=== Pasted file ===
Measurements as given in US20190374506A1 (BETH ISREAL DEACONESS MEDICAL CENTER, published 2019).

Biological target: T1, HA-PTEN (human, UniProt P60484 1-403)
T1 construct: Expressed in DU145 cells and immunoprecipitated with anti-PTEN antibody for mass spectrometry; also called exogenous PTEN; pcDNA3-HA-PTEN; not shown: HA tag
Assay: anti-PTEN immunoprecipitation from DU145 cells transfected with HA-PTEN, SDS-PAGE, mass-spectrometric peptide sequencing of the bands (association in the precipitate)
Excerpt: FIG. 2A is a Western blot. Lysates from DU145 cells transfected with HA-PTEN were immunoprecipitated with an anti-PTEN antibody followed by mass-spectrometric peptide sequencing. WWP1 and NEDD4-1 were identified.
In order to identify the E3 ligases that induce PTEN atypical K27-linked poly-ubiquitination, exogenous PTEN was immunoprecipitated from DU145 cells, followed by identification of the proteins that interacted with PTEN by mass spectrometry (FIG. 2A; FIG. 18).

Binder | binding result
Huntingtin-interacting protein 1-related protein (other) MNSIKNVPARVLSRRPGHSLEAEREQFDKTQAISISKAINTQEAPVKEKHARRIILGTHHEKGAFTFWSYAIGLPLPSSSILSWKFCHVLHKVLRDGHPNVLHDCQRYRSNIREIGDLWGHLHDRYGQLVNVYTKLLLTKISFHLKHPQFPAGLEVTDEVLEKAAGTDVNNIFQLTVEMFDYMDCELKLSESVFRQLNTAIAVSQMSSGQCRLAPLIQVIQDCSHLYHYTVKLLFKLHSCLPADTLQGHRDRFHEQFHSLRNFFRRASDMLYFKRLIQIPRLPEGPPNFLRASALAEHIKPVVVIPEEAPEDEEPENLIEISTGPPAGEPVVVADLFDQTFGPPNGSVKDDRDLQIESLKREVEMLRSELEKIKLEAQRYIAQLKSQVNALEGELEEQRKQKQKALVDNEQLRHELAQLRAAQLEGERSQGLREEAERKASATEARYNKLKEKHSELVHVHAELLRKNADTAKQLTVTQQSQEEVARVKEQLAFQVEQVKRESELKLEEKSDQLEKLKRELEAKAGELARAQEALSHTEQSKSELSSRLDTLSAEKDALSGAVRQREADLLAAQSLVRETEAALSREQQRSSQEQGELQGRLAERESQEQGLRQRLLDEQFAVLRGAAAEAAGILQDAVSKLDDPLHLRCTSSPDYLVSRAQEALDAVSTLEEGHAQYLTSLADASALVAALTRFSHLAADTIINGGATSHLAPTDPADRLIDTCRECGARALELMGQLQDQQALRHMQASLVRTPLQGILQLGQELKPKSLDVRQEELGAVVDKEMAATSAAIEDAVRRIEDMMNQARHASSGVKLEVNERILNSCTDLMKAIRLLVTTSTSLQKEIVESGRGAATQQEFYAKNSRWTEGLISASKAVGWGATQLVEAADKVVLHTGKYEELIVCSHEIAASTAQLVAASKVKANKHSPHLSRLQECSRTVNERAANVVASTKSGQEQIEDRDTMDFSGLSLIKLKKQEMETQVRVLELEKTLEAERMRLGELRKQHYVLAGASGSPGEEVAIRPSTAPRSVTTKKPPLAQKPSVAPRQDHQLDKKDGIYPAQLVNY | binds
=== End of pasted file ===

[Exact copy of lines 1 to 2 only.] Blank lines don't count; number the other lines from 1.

Measurements as given in US20190374506A1 (BETH ISREAL DEACONESS MEDICAL CENTER, published 2019).

Biological target: T1, HA-PTEN (human, UniProt P60484 1-403)